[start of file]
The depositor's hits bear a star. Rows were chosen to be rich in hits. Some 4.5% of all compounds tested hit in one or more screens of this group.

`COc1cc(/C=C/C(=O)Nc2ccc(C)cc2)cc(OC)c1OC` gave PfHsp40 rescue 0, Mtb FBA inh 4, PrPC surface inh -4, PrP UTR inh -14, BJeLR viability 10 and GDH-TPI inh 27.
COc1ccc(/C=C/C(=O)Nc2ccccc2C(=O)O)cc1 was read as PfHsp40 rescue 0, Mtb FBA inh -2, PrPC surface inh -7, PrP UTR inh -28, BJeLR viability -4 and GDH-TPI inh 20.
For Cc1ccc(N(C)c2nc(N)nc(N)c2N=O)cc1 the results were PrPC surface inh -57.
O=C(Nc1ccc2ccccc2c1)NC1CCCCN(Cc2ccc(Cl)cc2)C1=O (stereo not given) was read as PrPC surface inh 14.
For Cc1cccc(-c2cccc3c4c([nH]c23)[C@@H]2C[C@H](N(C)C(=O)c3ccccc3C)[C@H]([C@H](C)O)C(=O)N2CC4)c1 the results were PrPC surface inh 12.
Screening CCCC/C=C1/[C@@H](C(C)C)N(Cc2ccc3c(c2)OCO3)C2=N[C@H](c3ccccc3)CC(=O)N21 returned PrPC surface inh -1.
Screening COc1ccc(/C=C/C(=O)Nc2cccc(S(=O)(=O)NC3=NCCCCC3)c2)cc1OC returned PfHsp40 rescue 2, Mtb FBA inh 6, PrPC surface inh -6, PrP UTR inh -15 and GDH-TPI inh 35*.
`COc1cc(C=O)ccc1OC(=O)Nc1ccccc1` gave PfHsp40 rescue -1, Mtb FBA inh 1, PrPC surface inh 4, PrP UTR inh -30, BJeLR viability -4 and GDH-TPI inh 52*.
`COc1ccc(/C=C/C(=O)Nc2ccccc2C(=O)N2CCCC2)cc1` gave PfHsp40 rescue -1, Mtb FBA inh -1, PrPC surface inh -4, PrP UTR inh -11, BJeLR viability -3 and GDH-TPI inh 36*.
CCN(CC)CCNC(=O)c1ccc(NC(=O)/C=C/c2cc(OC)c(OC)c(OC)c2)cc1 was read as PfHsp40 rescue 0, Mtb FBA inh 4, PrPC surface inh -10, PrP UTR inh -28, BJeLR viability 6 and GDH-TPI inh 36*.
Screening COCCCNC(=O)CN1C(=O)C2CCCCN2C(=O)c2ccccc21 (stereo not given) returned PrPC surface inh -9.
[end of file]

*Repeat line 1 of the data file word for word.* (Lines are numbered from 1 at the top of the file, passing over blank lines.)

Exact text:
The depositor's hits bear a star. Rows were chosen to be rich in hits. Some 4.5% of all compounds tested hit in one or more screens of this group.